• 22. essentially covered by Salmi in his definition. Pfannl continued that without the opportunity to go to school and receive quality education, there is no hope for personal advancement or a better future. The media’s role which is to inform and educate the public on matter of importance, oftentimes report crimes as they happen, reveal threats against individuals and business, provide insights into fear and victimization by members of the society against other groups and eagerly report incidences cases with understanding that they have a role in individual and national security. If security is to ‘protect from harm or attack’, then the media must ensure that reporting any matter should not open the individual and/or business to unsafe conditions. Methodology Constructionism Max Weber (1949, 1974, 1981) was the first to argue that an ‘Interpretivism’ approach can be employed in the examination of social phenomenon. Weber opined that why human behave the way they do is lost in quantitative methodologies (or positivism). He therefore, forwarded the use of subjectivity (feels, beliefs or meanings) in social inquiry, which began the use of interpretivism in the social sciences (Rabinow and Sullivan, 1979). For years, the inquiry of social phenomenon was based on objectivity until Weber introduced an alternative paradigm. This gave rise later to the emergence of (i) ethnography, (ii) phenomenology, (iii) case study, (iv) grounded theory, (v) feminism, (vi) biography, (vii) historical comparative analysis, and other methodologies (discourse analysis, heuristic inquiry, action research and context analysis) were in keeping with an alternative paradigm in scientific examination as approaches in understanding human behaviours. 22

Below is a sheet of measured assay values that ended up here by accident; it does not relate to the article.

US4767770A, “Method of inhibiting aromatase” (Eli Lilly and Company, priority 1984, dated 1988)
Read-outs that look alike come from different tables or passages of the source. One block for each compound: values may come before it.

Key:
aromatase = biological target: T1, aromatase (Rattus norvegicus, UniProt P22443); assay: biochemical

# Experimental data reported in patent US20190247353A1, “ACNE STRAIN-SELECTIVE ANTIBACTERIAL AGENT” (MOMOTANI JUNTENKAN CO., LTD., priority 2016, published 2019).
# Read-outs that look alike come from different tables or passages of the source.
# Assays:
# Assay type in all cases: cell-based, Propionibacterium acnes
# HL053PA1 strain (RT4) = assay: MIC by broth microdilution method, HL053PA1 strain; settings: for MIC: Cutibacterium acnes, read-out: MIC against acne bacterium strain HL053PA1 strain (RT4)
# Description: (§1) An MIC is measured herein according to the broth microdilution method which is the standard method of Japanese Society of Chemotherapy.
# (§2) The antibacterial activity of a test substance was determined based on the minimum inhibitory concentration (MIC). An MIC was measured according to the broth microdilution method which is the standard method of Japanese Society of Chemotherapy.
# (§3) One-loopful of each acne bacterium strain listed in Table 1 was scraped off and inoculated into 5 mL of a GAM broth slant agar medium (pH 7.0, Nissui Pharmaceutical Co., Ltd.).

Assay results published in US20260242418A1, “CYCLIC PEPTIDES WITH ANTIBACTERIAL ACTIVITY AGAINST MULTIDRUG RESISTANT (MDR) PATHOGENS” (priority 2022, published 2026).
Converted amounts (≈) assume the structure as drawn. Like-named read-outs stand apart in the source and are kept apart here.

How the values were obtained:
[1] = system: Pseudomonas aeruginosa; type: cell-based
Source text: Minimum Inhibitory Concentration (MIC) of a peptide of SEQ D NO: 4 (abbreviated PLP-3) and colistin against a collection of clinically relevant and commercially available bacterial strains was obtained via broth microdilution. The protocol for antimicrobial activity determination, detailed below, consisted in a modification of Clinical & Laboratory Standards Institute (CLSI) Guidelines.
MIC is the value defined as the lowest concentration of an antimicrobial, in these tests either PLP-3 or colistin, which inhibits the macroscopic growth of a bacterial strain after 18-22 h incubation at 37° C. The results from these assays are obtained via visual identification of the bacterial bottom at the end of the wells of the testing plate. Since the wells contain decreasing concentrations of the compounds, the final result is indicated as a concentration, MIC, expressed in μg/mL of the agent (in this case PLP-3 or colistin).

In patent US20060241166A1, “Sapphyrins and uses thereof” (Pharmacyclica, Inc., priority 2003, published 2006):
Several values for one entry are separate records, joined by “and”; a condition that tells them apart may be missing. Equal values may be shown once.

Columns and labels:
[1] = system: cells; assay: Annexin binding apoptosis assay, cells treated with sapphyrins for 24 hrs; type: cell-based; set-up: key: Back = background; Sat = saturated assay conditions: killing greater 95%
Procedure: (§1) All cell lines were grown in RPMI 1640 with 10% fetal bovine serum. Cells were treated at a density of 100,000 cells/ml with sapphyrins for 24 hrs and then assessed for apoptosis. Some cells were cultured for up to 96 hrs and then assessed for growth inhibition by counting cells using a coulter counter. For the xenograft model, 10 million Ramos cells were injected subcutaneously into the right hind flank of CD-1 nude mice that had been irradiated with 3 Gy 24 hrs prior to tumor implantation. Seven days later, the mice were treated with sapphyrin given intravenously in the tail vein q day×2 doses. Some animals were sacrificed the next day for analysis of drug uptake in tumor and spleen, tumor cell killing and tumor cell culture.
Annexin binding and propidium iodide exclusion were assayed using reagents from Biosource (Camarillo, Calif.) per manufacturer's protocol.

• 23. One such subjective methodologies which is long established in the literature is phenomenology (Flick, 2006; Silverman, 2005). Phenomenology is one of the methodologies in qualitative research that evolved as an alternative paradigm to objectivism. It focuses on constructing meanings instead of discovering meanings. Crotty ably provided a classic argumentative of meaning constructions in understanding human realities. He contended that “From the constructionist viewpoint, therefore, meaning (or truth) cannot be described simply as ‘objective’. By the same token, it cannot be described simply as ‘subjective’. Some researchers describing themselves as constructionist talk as if meaning are created out of whole cloth and simply imposed upon reality” (Crotty, 2005, 43). Suggesting that understanding people’s behaviour can be interpreted from a perspective of meaning constructions and more than from an objectivistic approach – which emphasises precision, measurement, falsification and measurement. In keeping with the constructionist perspective on reality that it is a construction of meanings; then, this work in seeking to understand the phenomenon of transnational organized gangs (or networks) and strategies to address them in the Caribbean region employed social constructionism as the matter requires some construction of meaning in order to grasp the complexity in this area. 23
  • 24. Constructionism Interpretivism - Phenomenology Phenomenological research Interviews, thematic identification Figure 1: Four elements of constructionism Document Reviews The researcher reviewed written documents including books, journal articles, and scholarly articles online. The review was to determine 1) theoretical framework, 2) employed strategies, and 3) epistemological framework for the study, and 4) how to interpret the information. A major reason for the document review was to assist in triangulating and validating information obtained in one secondary source. Operational Definitions Threat: The Oxford Dictionary defines threat as “a statement of an intension to inflict injury, damage our other hostile actions as retribution” which will be used for this study. Human security: According to Saunders (2012), national security is “…a school of thought or foreign policy that holds security on the individual level, to be necessary for national, regional and global stability. It focuses on the effects of violence, poverty, disease and other threats to individual safety and rights.” 24